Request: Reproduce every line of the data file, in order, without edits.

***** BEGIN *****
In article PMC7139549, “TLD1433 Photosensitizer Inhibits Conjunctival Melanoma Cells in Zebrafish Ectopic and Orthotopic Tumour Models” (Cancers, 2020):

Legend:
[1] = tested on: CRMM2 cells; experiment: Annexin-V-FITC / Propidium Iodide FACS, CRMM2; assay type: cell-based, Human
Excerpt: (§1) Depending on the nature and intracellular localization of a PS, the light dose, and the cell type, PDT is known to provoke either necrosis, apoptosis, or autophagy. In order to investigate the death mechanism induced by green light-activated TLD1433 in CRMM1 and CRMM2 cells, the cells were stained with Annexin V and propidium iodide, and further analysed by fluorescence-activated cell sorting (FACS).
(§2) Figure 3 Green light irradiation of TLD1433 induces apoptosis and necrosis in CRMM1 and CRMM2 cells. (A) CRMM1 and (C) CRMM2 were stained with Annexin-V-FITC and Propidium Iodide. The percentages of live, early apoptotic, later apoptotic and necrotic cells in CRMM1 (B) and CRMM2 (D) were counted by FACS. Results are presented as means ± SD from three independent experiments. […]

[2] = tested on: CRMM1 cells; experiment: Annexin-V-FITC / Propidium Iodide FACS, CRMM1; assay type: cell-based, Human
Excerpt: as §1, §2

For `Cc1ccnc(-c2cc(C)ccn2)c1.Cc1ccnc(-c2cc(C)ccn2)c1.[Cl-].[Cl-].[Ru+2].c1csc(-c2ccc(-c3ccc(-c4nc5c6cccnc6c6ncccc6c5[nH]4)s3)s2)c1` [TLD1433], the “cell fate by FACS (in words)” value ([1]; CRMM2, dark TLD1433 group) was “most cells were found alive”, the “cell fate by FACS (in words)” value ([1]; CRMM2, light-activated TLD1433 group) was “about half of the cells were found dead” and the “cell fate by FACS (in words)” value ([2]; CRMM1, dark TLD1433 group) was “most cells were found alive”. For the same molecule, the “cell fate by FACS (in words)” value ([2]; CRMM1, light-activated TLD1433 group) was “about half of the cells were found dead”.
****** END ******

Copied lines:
In article PMC7139549, “TLD1433 Photosensitizer Inhibits Conjunctival Melanoma Cells in Zebrafish Ectopic and Orthotopic Tumour Models” (Cancers, 2020):

Legend:
[1] = tested on: CRMM2 cells; experiment: Annexin-V-FITC / Propidium Iodide FACS, CRMM2; assay type: cell-based, Human
Excerpt: (§1) Depending on the nature and intracellular localization of a PS, the light dose, and the cell type, PDT is known to provoke either necrosis, apoptosis, or autophagy. In order to investigate the death mechanism induced by green light-activated TLD1433 in CRMM1 and CRMM2 cells, the cells were stained with Annexin V and propidium iodide, and further analysed by fluorescence-activated cell sorting (FACS).
(§2) Figure 3 Green light irradiation of TLD1433 induces apoptosis and necrosis in CRMM1 and CRMM2 cells. (A) CRMM1 and (C) CRMM2 were stained with Annexin-V-FITC and Propidium Iodide. The percentages of live, early apoptotic, later apoptotic and necrotic cells in CRMM1 (B) and CRMM2 (D) were counted by FACS. Results are presented as means ± SD from three independent experiments. […]

[2] = tested on: CRMM1 cells; experiment: Annexin-V-FITC / Propidium Iodide FACS, CRMM1; assay type: cell-based, Human
Excerpt: as §1, §2

For `Cc1ccnc(-c2cc(C)ccn2)c1.Cc1ccnc(-c2cc(C)ccn2)c1.[Cl-].[Cl-].[Ru+2].c1csc(-c2ccc(-c3ccc(-c4nc5c6cccnc6c6ncccc6c5[nH]4)s3)s2)c1` [TLD1433], the “cell fate by FACS (in words)” value ([1]; CRMM2, dark TLD1433 group) was “most cells were found alive”, the “cell fate by FACS (in words)” value ([1]; CRMM2, light-activated TLD1433 group) was “about half of the cells were found dead” and the “cell fate by FACS (in words)” value ([2]; CRMM1, dark TLD1433 group) was “most cells were found alive”. For the same molecule, the “cell fate by FACS (in words)” value ([2]; CRMM1, light-activated TLD1433 group) was “about half of the cells were found dead”.